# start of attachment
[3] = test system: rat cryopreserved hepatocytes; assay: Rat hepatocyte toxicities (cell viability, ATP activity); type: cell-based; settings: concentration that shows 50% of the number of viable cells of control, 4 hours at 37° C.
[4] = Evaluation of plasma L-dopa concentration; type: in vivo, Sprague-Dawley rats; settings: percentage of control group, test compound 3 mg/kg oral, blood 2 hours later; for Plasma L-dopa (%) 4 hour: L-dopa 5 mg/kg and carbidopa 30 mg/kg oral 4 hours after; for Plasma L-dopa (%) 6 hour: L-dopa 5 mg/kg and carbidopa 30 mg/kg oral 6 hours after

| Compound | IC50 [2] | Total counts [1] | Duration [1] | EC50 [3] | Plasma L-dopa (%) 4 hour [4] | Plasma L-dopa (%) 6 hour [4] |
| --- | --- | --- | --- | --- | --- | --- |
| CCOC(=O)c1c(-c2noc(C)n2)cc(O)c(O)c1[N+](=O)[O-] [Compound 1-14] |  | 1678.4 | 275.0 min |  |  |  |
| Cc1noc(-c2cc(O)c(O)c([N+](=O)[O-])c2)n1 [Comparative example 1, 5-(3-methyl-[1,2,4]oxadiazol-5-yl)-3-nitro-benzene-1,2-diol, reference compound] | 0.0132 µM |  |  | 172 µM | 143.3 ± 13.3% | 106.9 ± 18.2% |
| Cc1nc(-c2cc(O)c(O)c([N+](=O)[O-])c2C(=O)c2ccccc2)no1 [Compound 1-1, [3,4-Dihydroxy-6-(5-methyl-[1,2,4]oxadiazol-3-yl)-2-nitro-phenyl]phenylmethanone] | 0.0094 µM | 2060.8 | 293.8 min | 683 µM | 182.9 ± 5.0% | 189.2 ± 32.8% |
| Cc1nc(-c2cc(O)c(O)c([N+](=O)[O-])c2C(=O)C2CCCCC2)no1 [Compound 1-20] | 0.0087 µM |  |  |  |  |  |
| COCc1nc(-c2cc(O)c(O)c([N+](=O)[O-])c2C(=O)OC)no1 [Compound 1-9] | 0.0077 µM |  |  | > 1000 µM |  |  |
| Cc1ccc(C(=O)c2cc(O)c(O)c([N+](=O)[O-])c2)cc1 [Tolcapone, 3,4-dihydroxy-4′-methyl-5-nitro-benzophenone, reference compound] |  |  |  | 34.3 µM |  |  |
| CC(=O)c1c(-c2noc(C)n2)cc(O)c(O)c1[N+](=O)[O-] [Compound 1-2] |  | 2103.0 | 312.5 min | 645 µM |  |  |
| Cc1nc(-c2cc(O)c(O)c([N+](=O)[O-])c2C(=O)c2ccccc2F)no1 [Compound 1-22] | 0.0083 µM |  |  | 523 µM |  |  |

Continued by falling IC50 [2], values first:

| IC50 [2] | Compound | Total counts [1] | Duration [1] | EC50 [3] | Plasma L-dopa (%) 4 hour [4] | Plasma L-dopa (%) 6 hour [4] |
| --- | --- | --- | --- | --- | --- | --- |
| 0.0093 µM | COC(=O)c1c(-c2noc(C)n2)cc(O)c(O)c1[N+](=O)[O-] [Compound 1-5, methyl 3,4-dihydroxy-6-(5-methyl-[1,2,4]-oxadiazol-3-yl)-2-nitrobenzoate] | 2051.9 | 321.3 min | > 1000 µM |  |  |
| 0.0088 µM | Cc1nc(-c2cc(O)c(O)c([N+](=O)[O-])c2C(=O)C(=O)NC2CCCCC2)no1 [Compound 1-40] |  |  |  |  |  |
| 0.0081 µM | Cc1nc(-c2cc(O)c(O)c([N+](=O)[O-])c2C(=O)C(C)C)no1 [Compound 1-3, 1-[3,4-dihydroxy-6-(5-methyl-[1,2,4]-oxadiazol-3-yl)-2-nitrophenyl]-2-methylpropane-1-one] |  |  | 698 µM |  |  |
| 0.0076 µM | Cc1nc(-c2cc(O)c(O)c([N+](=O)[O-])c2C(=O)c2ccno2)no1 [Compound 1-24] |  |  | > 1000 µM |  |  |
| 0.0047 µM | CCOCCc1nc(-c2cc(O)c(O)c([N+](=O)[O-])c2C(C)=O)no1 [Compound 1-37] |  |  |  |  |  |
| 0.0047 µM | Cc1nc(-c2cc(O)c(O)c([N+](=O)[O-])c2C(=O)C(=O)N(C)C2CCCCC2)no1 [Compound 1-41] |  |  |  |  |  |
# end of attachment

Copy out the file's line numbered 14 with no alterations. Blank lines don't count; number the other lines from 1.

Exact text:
| IC50 [2] | Compound | Total counts [1] | Duration [1] | EC50 [3] | Plasma L-dopa (%) 4 hour [4] | Plasma L-dopa (%) 6 hour [4] |